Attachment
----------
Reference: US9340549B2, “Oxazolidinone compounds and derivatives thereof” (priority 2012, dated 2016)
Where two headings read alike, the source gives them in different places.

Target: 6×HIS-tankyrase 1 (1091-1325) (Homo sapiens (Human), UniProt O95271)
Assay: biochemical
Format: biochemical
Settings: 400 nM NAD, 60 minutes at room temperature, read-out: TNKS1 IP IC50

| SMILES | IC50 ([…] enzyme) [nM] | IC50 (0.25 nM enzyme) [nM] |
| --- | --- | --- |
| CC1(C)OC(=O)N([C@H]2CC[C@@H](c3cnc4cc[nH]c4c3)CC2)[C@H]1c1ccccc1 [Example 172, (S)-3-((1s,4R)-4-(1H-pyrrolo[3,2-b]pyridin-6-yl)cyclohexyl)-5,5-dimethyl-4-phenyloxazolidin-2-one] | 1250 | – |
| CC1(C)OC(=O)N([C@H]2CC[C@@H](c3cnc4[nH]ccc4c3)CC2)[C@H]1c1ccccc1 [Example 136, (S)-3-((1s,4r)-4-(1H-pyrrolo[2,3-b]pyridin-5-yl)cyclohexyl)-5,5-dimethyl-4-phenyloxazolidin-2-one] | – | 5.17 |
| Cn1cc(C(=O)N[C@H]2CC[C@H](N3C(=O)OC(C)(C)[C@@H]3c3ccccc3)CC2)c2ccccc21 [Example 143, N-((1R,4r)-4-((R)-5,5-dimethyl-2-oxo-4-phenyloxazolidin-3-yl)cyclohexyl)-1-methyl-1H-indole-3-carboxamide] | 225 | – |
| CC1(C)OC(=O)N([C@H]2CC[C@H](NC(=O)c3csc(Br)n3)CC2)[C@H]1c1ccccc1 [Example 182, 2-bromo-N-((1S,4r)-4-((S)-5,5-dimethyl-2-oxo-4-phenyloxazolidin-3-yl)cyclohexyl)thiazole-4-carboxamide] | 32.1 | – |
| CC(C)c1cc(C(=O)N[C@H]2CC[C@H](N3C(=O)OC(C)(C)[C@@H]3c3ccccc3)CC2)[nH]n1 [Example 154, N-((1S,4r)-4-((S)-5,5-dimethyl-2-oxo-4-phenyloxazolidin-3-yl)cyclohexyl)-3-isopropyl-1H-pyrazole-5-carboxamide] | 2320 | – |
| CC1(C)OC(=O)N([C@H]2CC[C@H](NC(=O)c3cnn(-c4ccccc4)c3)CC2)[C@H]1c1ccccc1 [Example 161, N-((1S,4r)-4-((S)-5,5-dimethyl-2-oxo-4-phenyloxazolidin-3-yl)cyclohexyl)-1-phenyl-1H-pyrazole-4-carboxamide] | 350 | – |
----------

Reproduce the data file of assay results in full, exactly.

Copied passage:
Reference: US9340549B2, “Oxazolidinone compounds and derivatives thereof” (priority 2012, dated 2016)
Where two headings read alike, the source gives them in different places.

Target: 6×HIS-tankyrase 1 (1091-1325) (Homo sapiens (Human), UniProt O95271)
Assay: biochemical
Format: biochemical
Settings: 400 nM NAD, 60 minutes at room temperature, read-out: TNKS1 IP IC50

| SMILES | IC50 ([…] enzyme) [nM] | IC50 (0.25 nM enzyme) [nM] |
| --- | --- | --- |
| CC1(C)OC(=O)N([C@H]2CC[C@@H](c3cnc4cc[nH]c4c3)CC2)[C@H]1c1ccccc1 [Example 172, (S)-3-((1s,4R)-4-(1H-pyrrolo[3,2-b]pyridin-6-yl)cyclohexyl)-5,5-dimethyl-4-phenyloxazolidin-2-one] | 1250 | – |
| CC1(C)OC(=O)N([C@H]2CC[C@@H](c3cnc4[nH]ccc4c3)CC2)[C@H]1c1ccccc1 [Example 136, (S)-3-((1s,4r)-4-(1H-pyrrolo[2,3-b]pyridin-5-yl)cyclohexyl)-5,5-dimethyl-4-phenyloxazolidin-2-one] | – | 5.17 |
| Cn1cc(C(=O)N[C@H]2CC[C@H](N3C(=O)OC(C)(C)[C@@H]3c3ccccc3)CC2)c2ccccc21 [Example 143, N-((1R,4r)-4-((R)-5,5-dimethyl-2-oxo-4-phenyloxazolidin-3-yl)cyclohexyl)-1-methyl-1H-indole-3-carboxamide] | 225 | – |
| CC1(C)OC(=O)N([C@H]2CC[C@H](NC(=O)c3csc(Br)n3)CC2)[C@H]1c1ccccc1 [Example 182, 2-bromo-N-((1S,4r)-4-((S)-5,5-dimethyl-2-oxo-4-phenyloxazolidin-3-yl)cyclohexyl)thiazole-4-carboxamide] | 32.1 | – |
| CC(C)c1cc(C(=O)N[C@H]2CC[C@H](N3C(=O)OC(C)(C)[C@@H]3c3ccccc3)CC2)[nH]n1 [Example 154, N-((1S,4r)-4-((S)-5,5-dimethyl-2-oxo-4-phenyloxazolidin-3-yl)cyclohexyl)-3-isopropyl-1H-pyrazole-5-carboxamide] | 2320 | – |
| CC1(C)OC(=O)N([C@H]2CC[C@H](NC(=O)c3cnn(-c4ccccc4)c3)CC2)[C@H]1c1ccccc1 [Example 161, N-((1S,4r)-4-((S)-5,5-dimethyl-2-oxo-4-phenyloxazolidin-3-yl)cyclohexyl)-1-phenyl-1H-pyrazole-4-carboxamide] | 350 | – |